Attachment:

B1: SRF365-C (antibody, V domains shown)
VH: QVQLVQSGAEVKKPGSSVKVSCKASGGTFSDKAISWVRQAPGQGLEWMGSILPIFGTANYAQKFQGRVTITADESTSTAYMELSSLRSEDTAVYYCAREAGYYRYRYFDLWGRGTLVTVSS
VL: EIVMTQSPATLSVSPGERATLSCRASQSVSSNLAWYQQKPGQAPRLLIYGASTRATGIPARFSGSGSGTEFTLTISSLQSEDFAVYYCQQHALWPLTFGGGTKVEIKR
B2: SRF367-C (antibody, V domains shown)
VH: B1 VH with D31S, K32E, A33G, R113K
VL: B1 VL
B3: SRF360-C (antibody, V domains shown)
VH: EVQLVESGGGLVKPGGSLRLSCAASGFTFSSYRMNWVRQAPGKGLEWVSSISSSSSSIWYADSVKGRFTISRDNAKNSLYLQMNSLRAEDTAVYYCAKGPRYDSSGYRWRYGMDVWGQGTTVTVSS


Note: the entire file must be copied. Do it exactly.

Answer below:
B1: SRF365-C (antibody, V domains shown)
VH: QVQLVQSGAEVKKPGSSVKVSCKASGGTFSDKAISWVRQAPGQGLEWMGSILPIFGTANYAQKFQGRVTITADESTSTAYMELSSLRSEDTAVYYCAREAGYYRYRYFDLWGRGTLVTVSS
VL: EIVMTQSPATLSVSPGERATLSCRASQSVSSNLAWYQQKPGQAPRLLIYGASTRATGIPARFSGSGSGTEFTLTISSLQSEDFAVYYCQQHALWPLTFGGGTKVEIKR
B2: SRF367-C (antibody, V domains shown)
VH: B1 VH with D31S, K32E, A33G, R113K
VL: B1 VL
B3: SRF360-C (antibody, V domains shown)
VH: EVQLVESGGGLVKPGGSLRLSCAASGFTFSSYRMNWVRQAPGKGLEWVSSISSSSSSIWYADSVKGRFTISRDNAKNSLYLQMNSLRAEDTAVYYCAKGPRYDSSGYRWRYGMDVWGQGTTVTVSS